Israel’s far-right government could be good for the Palestinians

A supporter of Israel’s Likud party holds a Shofar (musical horn made of a ram’s horn) at the party’s campaign headquarters in Jerusalem on November 1, 2022, after the end of voting in the fifth natio
(File photo: Jordan News)
A supporter of Israel’s Likud party holds a Shofar (musical horn made of a ram’s horn) at the party’s campaign headquarters in Jerusalem on November 1, 2022, after the end of voting in the fifth natio

Osama Al Sharif

The writer is a journalist and political commentator based in Amman.

Two days after Israel swore in its most extreme, ultra-nationalist, and ultra-religious government, hundreds of thousands of Palestinians celebrated the 58th anniversary of the birth of the oldest and most popular Palestinian national liberation movement, Fatah. The Fatah anniversary was even celebrated by Palestinians in Hamas-controlled Gaza, in addition to the West Bank and Lebanon’s refugee camps. اضافة اعلان

The celebrations underlined the fact that after almost six decades, the grassroots movement remains popular and revered by Palestinians both in the occupied territories and in the diaspora.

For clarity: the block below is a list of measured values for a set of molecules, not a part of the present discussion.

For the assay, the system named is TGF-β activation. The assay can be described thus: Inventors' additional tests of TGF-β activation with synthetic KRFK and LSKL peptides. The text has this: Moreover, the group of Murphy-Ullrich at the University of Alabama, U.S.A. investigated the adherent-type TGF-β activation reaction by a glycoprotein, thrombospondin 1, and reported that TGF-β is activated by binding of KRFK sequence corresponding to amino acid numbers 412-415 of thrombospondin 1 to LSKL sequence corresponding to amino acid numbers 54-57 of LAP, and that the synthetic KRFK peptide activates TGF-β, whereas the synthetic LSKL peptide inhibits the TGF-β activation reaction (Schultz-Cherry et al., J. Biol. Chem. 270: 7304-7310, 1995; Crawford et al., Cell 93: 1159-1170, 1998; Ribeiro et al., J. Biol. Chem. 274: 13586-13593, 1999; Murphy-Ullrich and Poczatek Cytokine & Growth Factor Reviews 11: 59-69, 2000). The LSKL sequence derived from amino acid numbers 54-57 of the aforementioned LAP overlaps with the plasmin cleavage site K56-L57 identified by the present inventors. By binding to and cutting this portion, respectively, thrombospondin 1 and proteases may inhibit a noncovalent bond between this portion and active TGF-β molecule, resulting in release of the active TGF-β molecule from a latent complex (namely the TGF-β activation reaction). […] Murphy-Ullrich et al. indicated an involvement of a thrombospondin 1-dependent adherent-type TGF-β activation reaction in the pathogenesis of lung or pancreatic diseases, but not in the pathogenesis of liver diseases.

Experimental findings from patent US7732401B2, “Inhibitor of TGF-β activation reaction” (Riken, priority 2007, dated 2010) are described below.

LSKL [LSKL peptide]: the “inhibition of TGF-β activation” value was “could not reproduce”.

But Palestinian resistance against colonization is much older. It traces its roots to the early 1930s when historical Palestine was under the British mandate and as tens of thousands of European Jews began to arrive as colonizers.

In May, Israel will celebrate its 75th anniversary as a state with much-expected pomp and ceremony. But away from marking anniversaries and the symbolism attached, the century-old struggle for nationhood, liberation, independence, and self-determination in Palestine is as fresh today as it was in the wake of the First World War.

However, Israel today still faces the same fundamental challenge it had faced throughout its turbulent history; the towering figure of a defiant Palestinian identity.
Israel today still faces the same fundamental challenge it had faced throughout its turbulent history; the towering figure of a defiant Palestinian identity.
A century has passed marked by British imperial collusion with the international Zionist movement, US and western complicity, land grabbing, attempts to erase Palestinian history and identity, ethnic cleansing, destruction of entire villages, killing of civilians, blatant war crimes, forced transfer, massacres and the imprisonment of thousands — all of which have failed to deliver what Israel’s founding fathers had hoped; future generations of Palestinians who will eventually forget the cause.

Decades later, Israel and the Palestinians are bound together by one unbreakable bond; occupation, where one is the occupier and the other is the occupied. No matter what Israel has tried to do to free itself from this shackle — ironically to liberate itself too — it found itself sinking deeper in the quagmire that is their occupation.

So now it is making a last-ditch attempt through an ultra-nationalist, ultra-religious, openly racist government to set itself free.